Le Divorce

“They have no savoir-vivre,” says a French woman about the two American heroines of Le Divorce — ironic, given that we’ve watched a fair amount of bad manners from French men. I think what the woman means is that American women who get involved with French guys have no idea what they’re getting into — even if they think they do — and when the inevitable happens, they react like … well, Americans.

At the start of Le Divorce, Isabel (Kate Hudson) arrives in Paris to visit her older sister Roxy (Naomi Watts), a poet who’s married to French artist Charles-Henri (Melvil Poupaud) and expecting their second child. Isabel hardly has time to say hi to Charles-Henri before he’s out the door, zooming off in the very taxi she arrived in. He’s leaving Roxy for some (married) Russian woman. Roxy covers for him (“He’s going to the country”), but can’t keep it from Isabel for long.

Le Divorce, advertised as a comedy, is more of a semi-serious study of two sisters and two families. Kate Hudson, in probably the best role she’s had in a while, provides the bubbles in this champagne; Naomi Watts, tense and thickening with child, grounds the movie in heartache. When Isabel takes up with a married politician (Thierry Lhermitte) who’s also a member of Charles-Henri’s clan, it’s as if she’s acting out revenge on her sister’s behalf; she goes into the affair almost ironically, enacting the clichéd tryst with a married Frenchman, but she’s not prepared for the feelings she develops towards him. She’s also not prepared for Matthew Modine, who stomps into the picture on a wave of jealousy as the husband of the Russian woman Charles-Henri is seeing. The French women observe all this and sigh and shrug. Americans — they know nothing of love. C’est la vie.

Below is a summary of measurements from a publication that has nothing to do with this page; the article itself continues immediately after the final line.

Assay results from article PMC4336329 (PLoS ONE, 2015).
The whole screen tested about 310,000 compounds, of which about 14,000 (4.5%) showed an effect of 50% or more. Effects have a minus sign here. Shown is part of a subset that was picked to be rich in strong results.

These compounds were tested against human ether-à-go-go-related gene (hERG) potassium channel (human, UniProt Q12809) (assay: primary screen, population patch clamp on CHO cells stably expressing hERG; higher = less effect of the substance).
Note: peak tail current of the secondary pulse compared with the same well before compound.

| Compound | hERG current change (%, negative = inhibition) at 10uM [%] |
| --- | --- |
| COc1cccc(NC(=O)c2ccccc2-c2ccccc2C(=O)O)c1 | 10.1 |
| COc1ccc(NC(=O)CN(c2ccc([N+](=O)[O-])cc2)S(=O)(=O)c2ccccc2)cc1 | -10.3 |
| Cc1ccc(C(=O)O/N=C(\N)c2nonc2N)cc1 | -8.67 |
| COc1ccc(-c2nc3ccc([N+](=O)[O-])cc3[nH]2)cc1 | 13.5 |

Director James Ivory frames the story (from a Diane Johnson novel) as a mixture of fluff and inquiry. We probably spend too much time on a subplot involving a La Tour painting, though it allows for welcome, relaxed comic relief from Sam Waterston and Stockard Channing as the sisters’ parents, as well as the underused Bebe Neuwirth as a museum buyer with her eye on the art (her auction competitor is Stephen Fry — nice to see him, too). Isabel takes a position assisting an American writer, who turns out to be Glenn Close looking elegant in long gray hair and, in one scene, blue-tinted little spectacles. Close’s character takes one look at the pricey red Kelly purse Isabel is sporting and knows who gave it to her; she got one too, some years back.

The movie is least successful when it tips from semi-serious to too-serious. A suicide attempt is jarring and makes us look askance at the character afterward, and it’s too easily recovered from and forgotten. A climactic bit in which the furious Modine stalks Isabel all the way up the Eiffel Tower feels like an outtake from a tepid Hitchcock homage. But, this being a Paris-set movie, there’s always something to look at, and Hudson and Watts, though perhaps cast a bit too on-the-nose (Kate gets to be frisky and cute, Naomi does her torment-held-barely-in-check thing as becomingly as usual), add some flavor and texture to the soap opera. They may lack savoir-vivre, but they bring some American feux d’artifice to the party.

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